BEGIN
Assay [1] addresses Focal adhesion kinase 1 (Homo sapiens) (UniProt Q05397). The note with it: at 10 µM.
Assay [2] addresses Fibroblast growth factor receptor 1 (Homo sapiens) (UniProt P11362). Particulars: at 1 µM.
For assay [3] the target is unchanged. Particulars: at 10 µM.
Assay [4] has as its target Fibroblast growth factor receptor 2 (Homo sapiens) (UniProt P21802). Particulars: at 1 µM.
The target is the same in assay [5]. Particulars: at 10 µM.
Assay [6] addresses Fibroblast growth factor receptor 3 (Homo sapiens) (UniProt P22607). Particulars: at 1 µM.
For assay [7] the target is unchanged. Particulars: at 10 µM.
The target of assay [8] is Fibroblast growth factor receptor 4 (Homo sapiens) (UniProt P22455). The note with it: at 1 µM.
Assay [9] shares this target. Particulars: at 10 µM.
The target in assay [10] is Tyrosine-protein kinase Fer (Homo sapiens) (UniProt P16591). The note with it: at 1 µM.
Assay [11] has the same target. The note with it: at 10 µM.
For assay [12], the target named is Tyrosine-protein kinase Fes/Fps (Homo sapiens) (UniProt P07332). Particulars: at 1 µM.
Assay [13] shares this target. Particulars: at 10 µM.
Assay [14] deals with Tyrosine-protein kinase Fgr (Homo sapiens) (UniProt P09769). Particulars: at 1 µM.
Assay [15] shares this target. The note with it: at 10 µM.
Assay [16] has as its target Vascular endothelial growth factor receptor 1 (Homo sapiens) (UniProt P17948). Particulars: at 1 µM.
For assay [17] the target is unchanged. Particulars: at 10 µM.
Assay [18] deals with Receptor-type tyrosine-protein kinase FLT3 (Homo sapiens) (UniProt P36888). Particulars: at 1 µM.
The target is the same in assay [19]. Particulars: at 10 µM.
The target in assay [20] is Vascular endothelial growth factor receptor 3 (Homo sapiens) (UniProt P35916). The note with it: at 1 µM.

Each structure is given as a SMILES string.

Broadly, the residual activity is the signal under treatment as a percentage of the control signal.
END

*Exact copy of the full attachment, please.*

Assay [1] addresses Focal adhesion kinase 1 (Homo sapiens) (UniProt Q05397). The note with it: at 10 µM.
Assay [2] addresses Fibroblast growth factor receptor 1 (Homo sapiens) (UniProt P11362). Particulars: at 1 µM.
For assay [3] the target is unchanged. Particulars: at 10 µM.
Assay [4] has as its target Fibroblast growth factor receptor 2 (Homo sapiens) (UniProt P21802). Particulars: at 1 µM.
The target is the same in assay [5]. Particulars: at 10 µM.
Assay [6] addresses Fibroblast growth factor receptor 3 (Homo sapiens) (UniProt P22607). Particulars: at 1 µM.
For assay [7] the target is unchanged. Particulars: at 10 µM.
The target of assay [8] is Fibroblast growth factor receptor 4 (Homo sapiens) (UniProt P22455). The note with it: at 1 µM.
Assay [9] shares this target. Particulars: at 10 µM.
The target in assay [10] is Tyrosine-protein kinase Fer (Homo sapiens) (UniProt P16591). The note with it: at 1 µM.
Assay [11] has the same target. The note with it: at 10 µM.
For assay [12], the target named is Tyrosine-protein kinase Fes/Fps (Homo sapiens) (UniProt P07332). Particulars: at 1 µM.
Assay [13] shares this target. Particulars: at 10 µM.
Assay [14] deals with Tyrosine-protein kinase Fgr (Homo sapiens) (UniProt P09769). Particulars: at 1 µM.
Assay [15] shares this target. The note with it: at 10 µM.
Assay [16] has as its target Vascular endothelial growth factor receptor 1 (Homo sapiens) (UniProt P17948). Particulars: at 1 µM.
For assay [17] the target is unchanged. Particulars: at 10 µM.
Assay [18] deals with Receptor-type tyrosine-protein kinase FLT3 (Homo sapiens) (UniProt P36888). Particulars: at 1 µM.
The target is the same in assay [19]. Particulars: at 10 µM.
The target in assay [20] is Vascular endothelial growth factor receptor 3 (Homo sapiens) (UniProt P35916). The note with it: at 1 µM.

Each structure is given as a SMILES string.

Broadly, the residual activity is the signal under treatment as a percentage of the control signal.